For example, a bad actor who gains access to an organization’s social media accounts can perpetrate fraud under the brand’s guise. This can potentially result in the loss of intellectual property belonging to the organization, financial loss from reputational damage, and privacy violations should sensitive information be breached or distributed. Ensure that anyone with access to these channels are securing their accounts effectively (multi-factor authentication, etc.) and ensure that there are proper policies and procedures to ensure that the social channels stay curated and moving the brand forward.
Using big data to guide a digital transformation is essential. For some organizations, the first step is setting up the infrastructure to collect that data, and in other cases, it is using AI and ML to put that data to work. The more data to provide insight into business goals, the easier it is to garner support from the Board.
For example, using big data to undergo a digital transformation with the supply chain can provide data on how materials, goods and informational assets are moving through the supply chain, allowing for improvements in distribution, manufacturing, logistics, and sales. The most important element to bear in mind through its process is ensuring data integrity. Should an outside actor co-op the data storage or pipelines, they could potentially alter that data to either misinform the organization resulting in misplaced investments or worse. Ensure that as the organization collects more data, it is stored and moved in a secure fashion to ensure that it is accurate.
Internet of Things
As more and more organizations adopt “smart” objects (from Amazon’s Alexa in meeting rooms to more complex connected hardware suited for a given industry), keeping a security focus amidst this digital transformation area is vital.
Keeping in mind the risks surrounding these new devices, and knowing that they behave and carry more risks akin to a laptop rather than a meter box, helps both security teams and the organization understand how to manage these new devices. As a security leader, it is paramount to help educate teams that may see these new technologies through rose-colored glasses before they see the risks of a bad actor gaining access to them. In the case of a smart speaker in a meeting room, this could result in something equivalent to wiretapping or in the case of a more industrial IoT device, completely cutting off the flow of data or shutting the devices off completely. Ensure to enact policies for devices that can access sensitive networks and organizational smart devices.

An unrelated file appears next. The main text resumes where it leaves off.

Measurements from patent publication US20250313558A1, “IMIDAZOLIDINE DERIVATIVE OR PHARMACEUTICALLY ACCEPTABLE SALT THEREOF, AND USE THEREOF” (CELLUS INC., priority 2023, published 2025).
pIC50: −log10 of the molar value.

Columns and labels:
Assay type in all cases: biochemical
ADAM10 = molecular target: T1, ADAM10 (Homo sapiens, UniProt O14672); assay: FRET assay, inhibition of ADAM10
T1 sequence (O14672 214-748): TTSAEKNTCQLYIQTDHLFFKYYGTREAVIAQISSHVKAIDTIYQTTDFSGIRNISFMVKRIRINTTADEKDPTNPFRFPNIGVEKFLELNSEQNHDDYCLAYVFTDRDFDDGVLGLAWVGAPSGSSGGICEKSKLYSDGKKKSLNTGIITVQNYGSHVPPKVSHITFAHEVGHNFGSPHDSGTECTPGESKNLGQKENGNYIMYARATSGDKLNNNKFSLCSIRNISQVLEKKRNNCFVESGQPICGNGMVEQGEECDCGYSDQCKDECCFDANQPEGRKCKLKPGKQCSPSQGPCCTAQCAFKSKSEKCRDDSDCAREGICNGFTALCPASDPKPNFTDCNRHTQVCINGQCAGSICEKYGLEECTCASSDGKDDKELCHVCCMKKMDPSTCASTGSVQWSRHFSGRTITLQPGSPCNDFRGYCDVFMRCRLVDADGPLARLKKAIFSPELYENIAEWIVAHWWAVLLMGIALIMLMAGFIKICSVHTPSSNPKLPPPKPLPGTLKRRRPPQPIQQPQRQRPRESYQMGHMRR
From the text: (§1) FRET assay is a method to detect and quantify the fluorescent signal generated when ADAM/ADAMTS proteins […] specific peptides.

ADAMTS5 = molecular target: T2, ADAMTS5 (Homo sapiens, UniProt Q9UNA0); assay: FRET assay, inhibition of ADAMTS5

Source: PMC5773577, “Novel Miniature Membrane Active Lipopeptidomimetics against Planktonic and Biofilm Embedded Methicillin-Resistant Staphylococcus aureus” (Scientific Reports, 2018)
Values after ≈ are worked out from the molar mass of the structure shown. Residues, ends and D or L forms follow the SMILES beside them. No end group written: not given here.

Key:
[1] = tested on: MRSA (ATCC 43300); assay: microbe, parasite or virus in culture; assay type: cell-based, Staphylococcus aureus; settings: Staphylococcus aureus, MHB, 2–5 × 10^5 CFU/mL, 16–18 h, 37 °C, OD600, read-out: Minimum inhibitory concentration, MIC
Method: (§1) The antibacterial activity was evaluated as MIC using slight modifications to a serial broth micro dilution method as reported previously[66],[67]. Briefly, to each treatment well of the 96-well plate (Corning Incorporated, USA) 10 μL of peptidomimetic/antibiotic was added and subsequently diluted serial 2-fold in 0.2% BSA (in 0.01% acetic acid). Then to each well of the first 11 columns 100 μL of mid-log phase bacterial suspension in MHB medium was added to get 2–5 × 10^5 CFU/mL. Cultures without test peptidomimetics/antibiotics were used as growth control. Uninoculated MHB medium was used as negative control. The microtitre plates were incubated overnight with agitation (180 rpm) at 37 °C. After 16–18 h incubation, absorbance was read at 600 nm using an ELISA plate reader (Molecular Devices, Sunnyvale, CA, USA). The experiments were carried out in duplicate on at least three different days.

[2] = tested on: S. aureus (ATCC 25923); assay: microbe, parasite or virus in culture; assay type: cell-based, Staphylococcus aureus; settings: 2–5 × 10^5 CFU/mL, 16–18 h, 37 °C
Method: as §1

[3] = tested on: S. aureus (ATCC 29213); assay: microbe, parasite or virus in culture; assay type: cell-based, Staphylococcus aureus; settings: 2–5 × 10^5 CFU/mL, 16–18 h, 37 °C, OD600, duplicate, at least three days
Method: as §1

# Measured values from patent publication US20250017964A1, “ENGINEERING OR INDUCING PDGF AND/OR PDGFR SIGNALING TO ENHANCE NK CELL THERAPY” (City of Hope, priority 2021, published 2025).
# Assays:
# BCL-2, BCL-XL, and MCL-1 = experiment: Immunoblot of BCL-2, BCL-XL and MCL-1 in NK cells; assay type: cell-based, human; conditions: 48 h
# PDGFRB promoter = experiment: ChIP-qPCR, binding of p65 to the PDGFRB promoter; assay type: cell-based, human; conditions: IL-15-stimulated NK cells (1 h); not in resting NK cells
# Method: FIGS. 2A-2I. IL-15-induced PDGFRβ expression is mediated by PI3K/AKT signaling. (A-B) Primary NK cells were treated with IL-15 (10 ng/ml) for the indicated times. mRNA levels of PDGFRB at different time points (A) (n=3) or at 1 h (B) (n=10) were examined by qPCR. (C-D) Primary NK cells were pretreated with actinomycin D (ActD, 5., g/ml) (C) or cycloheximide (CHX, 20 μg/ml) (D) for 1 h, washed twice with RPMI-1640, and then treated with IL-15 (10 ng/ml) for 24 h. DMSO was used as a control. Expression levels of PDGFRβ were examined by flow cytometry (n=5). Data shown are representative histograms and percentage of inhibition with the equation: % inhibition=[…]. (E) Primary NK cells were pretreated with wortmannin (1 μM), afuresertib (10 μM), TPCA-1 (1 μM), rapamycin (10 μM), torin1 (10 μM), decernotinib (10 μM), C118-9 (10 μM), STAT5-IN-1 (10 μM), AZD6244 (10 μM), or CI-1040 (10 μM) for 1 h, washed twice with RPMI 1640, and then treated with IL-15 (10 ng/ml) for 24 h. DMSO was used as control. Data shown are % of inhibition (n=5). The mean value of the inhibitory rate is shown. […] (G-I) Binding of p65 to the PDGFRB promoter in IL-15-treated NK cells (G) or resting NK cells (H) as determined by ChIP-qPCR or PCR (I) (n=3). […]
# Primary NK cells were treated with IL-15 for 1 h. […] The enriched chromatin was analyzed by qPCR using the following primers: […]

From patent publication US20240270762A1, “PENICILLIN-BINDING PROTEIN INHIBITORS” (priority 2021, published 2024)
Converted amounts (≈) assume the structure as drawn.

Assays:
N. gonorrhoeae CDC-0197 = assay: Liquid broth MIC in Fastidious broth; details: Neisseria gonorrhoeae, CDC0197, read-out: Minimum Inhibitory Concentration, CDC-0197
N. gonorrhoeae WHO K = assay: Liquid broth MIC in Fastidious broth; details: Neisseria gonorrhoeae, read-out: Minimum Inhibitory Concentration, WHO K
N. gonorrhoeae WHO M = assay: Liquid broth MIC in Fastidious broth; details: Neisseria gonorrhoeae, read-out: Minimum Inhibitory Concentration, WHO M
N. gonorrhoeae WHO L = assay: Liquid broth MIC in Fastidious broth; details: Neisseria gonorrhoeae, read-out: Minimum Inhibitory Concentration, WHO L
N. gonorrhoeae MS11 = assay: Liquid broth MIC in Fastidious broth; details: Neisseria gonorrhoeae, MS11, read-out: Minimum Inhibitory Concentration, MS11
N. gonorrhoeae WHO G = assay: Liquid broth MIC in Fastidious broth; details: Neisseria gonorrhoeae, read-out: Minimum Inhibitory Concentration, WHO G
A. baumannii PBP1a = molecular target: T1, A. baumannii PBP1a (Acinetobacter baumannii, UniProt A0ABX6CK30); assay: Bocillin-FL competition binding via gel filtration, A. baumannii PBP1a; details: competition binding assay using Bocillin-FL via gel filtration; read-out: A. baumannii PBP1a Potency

A major step for most information-driven organizations in their digital transformation journey is the shift to cloud data. The benefits of storing data in the cloud are myriad. For example, allowing for advanced backup management processes superior to traditional methods when maintained continuously, using a service for cloud data storage comes with a new configuration of risks – especially as it relates to vendor risk. As the security leader, if the organization is adopting cloud technology work very closely with vendor risk management teams to assess cloud partners to ensure that the organization’s data stays secure.
Keeping a security focus when undergoing a digital transformation can save your security teams valuable time, energy, and resources while allowing you to increase productivity as your cybersecurity posture grows and develops. If you have any questions about Digital Transformation, Integrated Risk Management, or how CyberStrong can help bolster your organization’s cybersecurity business strategy, give us a call at 1 800 NIST CSF.